THE AISLE SEAT - by Mike McGranaghan


I liked the original Eddie Murphy remake of Dr. Dolittle. It was sweet natured and clever, although the parade of jokes about animal bathroom habits got old after a while. Dr. Dolittle 2 (or D.2 as the ads proclaim with faux hipness) was admittedly not high on my want-to-see list, especially when I heard that the plot involved Dolittle trying to convince two bears to mate. Good grief, I thought, 90 minutes of jokes about animals having sex. To my very pleasant surprise, the sequel eschews most of the scatological and sexual humor in favor of something else: wit.

Murphy is again the famous doctor who talks to the animals. His family struggles with the same issues that all families face. In particular, Dolittle is stymied by his daughter Charisse (Raven-Symone). She locks herself in her room with headphones on and is reachable only via cel phone. Charisse has come to resent the fact that her father spends more time with the animals than with her. To make up for it, Dolittle promises to take the family to Europe for a month. Just as they are about to leave, he is visited by a raccoon (voiced by Michael Rapaport) who comes in search of help.

It seems a local forest - one that provides a home to a wide variety of creatures - is about to be plowed over by loggers and land developers. The raccoon, working in conjunction with an animal mafia led by a "god-beaver," wants Dolittle to somehow save the forest. Upon discovering that there is one female bear of an endangered species living there, he comes up with an idea. If he can get a male bear to impregnate her, the land will have to be declared a sanctuary.

The only male bear of the type he can find is Archie (Steve Zahn), a "show bear" who dances and rides a unicycle in a sideshow act. Determined to try, Dolittle takes Archie into the woods and introduces him to the female, Eva (Lisa Kudrow). She is none too impressed, but agrees to meet Archie again in a few weeks to see if he can be the kind of bear she needs. Dolittle is suddenly an animal Dr. Ruth, teaching Archie how to attract the ladies.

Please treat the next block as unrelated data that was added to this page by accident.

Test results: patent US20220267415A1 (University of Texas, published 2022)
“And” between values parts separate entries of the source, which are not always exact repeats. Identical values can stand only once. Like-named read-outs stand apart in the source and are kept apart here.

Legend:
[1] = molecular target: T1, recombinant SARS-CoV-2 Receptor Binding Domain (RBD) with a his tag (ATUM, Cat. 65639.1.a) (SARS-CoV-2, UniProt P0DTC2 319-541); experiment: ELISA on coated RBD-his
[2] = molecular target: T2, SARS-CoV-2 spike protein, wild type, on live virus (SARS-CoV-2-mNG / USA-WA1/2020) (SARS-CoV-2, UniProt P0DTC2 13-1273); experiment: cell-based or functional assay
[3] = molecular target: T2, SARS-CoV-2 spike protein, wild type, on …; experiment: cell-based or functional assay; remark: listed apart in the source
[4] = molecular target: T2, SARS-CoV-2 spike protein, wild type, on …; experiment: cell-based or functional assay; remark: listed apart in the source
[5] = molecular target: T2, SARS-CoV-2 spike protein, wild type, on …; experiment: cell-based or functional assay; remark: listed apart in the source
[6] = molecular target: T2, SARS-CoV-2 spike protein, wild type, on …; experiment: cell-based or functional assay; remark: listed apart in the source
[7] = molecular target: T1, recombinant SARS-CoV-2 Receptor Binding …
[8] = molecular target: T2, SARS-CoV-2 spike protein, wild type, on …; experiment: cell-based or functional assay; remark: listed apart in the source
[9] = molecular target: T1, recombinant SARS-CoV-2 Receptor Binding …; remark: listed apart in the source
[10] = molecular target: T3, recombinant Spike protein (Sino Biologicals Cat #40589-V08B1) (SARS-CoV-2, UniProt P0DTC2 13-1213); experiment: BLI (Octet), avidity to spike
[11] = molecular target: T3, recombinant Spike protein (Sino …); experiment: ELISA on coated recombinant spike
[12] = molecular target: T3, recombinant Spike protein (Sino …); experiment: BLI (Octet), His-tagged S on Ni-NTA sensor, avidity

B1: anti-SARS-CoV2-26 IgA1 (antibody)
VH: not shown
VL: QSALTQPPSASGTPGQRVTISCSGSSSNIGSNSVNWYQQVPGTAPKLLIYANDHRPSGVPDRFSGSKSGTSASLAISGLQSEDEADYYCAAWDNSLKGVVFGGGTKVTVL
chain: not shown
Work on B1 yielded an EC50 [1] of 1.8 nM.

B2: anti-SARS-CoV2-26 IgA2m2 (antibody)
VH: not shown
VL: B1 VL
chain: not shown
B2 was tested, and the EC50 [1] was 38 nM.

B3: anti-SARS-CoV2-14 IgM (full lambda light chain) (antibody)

Dolittle (Eddie Murphy) discovers that Archie the bear would rather kick back and watch television than discover the wonders of life in the wilderness
As before, Dr. Dolittle 2 has famous actors voicing the animals. In addition to the aforementioned examples, we also hear Arnold Schwarzenegger as a wolf, Norm Macdonald as a dog, and Isaac Hayes as a possum. The casting here is perfect (Andy Dick as a weasel? You betcha.), and a big reason for the film's success is the wittiness of that casting. Zahn (Out of Sight, Saving Silverman) is hilarious as the bear who is insecure about his manhood but overly confident about his showbiz prospects. I also liked Rapaport as the raccoon. When the god-beaver offers Dolittle a fish and the doctor declines, the raccoon tensely shouts: "Hey, the beaver offers you a fish, you take the fish!"

There are a lot of smart, funny references to other movies and movie genres in Dr. Dolittle 2, including a brief nod to, of all things, Hannibal. The actors give the animals personalities, which makes the screenplay's jokes pop off the screen. Another moment that made me laugh was when the raccoon offers some advice to Dolittle, who is trying to enjoy a romantic evening with his wife. "Give her some garbage," he intones in his weird Brooklyn accent. "Chicks dig garbage!"

I suppose there are those who will see the film as being more for kids than adults. I think it can be enjoyed by anybody looking for a good comedy. Murphy is a surprisingly effective straight man to the animals, sacrificing most of the good lines to his costars without fading into the scenery. The movie has fun with the idea of Dolittle playing matchmaker to the bears. Rather than going for "naughty" humor, it contrasts the plight of Archie to attract Eva to the plight of Dolittle trying to be a good dad to his daughter.

A few years ago, I wrote an article in this magazine complaining that comedies had become too soft. Today, they seem to be tripping over their own feet to out-gross each other. Dr. Dolittle 2 is a reminder that there's common ground. You can be funny without being edgy, hip without being self-obsessed. I like the warmth and humor of the picture. And if they ever want to make another sequel about the raccoon and the mafia, I'll be the first in line.

( out of four)

Dr. Dolittle 2 is rated PG for language and crude humor. The running time is 1 hour and 28 minutes.
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